Patrick O’Connell turned six in June, so along with three other classmates he was ready to enter first grade in his rural community school in Australia last month. Diagnosed with a rare unnamed chromosomal disorder, Patrick’s start in life was difficult and he still battles through periods of sickness and seizures, but he continues to surprise his parents and neighbors with steady progress. In his kindergarten class he participated as much as his short attention span would allow with alphabet activities and art and took every other chance to socialize and chat. He also particularly loves the simple stories, rhymes and games. Best of all, he loves his Rifton adaptive trike which takes him all over the neighborhood.
Patrick’s mother writes:
Patrick’s school has a tradition (borrowed from Germany) where the incoming first grade students write their names on a whiteboard before friends and family to “prove” they are ready for school – and then receive a huge, decorated paper cone full of goodies. Although Patrick cannot write, he has an amazing memory and had memorized all the letters of the alphabet and the ones that made up his name. So we were curious how Patrick’s teachers would steer him around this rite of passage. Imagine our thrill, then, to see him eagerly and carefully place P-A-T-R-I-C-K in magnetic letters on the whiteboard to resounding applause. But he wasn’t done yet. He insisted on pulling out the initial O for his last name as well! Then off he went to school with his teachers and classmates.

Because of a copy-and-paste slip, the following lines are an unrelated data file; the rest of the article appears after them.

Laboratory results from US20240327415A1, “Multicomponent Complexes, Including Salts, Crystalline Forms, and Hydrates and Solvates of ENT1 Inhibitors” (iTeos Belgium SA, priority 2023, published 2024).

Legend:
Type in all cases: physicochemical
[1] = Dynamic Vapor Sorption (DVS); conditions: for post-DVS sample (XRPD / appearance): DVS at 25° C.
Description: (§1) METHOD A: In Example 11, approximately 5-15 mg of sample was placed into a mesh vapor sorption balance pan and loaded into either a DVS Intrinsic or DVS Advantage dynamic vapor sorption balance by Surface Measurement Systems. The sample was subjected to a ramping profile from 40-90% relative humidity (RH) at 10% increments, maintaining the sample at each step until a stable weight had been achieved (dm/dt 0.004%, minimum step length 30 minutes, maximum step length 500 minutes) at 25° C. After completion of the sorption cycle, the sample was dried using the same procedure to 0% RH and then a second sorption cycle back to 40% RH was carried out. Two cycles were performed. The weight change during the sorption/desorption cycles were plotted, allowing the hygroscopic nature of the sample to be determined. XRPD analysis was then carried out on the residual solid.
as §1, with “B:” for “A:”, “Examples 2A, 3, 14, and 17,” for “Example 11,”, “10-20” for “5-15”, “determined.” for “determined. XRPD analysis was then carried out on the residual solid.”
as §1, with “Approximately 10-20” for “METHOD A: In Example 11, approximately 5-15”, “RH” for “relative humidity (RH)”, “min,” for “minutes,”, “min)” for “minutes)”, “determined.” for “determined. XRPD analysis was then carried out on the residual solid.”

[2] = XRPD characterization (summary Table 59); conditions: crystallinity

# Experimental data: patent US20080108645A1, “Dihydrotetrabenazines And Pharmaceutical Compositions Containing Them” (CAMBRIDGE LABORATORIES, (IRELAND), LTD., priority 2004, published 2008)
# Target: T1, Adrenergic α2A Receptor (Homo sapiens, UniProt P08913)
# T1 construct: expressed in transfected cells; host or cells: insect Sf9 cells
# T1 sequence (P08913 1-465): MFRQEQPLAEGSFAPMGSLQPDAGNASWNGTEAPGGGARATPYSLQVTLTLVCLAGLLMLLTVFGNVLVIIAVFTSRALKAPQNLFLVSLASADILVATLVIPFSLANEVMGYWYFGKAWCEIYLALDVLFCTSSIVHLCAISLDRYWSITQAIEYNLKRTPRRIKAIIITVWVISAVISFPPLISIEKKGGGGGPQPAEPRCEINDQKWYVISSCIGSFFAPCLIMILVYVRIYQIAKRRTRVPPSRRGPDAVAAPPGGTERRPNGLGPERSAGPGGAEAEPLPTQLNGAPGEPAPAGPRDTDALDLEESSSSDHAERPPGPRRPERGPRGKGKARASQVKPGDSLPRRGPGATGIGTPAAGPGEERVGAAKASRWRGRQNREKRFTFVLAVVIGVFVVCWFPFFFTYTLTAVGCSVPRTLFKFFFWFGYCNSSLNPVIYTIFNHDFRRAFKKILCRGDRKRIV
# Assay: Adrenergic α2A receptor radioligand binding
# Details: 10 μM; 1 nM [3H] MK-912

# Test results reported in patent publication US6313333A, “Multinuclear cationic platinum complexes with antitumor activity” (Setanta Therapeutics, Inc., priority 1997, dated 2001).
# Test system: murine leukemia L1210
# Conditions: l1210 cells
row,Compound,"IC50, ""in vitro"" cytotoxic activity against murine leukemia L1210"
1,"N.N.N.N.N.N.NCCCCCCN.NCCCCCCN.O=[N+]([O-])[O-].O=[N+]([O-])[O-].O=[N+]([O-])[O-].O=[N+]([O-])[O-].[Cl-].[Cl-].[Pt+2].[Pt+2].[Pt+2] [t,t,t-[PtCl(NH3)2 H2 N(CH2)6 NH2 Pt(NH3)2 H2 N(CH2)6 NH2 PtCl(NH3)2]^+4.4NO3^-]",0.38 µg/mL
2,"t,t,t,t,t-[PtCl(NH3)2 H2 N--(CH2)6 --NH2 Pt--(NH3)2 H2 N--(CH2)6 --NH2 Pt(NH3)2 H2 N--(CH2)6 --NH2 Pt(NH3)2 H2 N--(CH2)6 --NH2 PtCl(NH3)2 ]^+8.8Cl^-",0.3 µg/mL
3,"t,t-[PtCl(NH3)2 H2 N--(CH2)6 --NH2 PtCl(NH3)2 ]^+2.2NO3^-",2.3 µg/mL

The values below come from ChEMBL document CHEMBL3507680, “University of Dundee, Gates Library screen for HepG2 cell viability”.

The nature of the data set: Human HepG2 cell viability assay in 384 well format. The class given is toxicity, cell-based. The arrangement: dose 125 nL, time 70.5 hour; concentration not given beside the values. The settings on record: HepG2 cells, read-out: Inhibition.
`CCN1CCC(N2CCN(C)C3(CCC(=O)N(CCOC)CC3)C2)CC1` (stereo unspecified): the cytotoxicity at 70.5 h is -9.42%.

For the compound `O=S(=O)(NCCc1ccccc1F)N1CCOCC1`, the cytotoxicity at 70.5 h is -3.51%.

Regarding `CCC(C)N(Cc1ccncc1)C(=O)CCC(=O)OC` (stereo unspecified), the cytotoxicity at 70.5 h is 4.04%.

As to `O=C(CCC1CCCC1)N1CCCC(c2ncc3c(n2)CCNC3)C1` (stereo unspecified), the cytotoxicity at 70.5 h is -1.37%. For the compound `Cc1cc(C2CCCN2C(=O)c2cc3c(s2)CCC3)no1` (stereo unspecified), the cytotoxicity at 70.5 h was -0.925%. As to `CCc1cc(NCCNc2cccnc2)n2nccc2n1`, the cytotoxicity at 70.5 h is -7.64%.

And now since school has started he comes home every day exceedingly happy, hungry and tired from all the stimulation and learning opportunities. He has certainly surprised us as well as many professionals who thought he would never be able to walk or talk.
From Rifton, we say: “Have a wonderful school year, Patrick. Keep on surprising your parents!”
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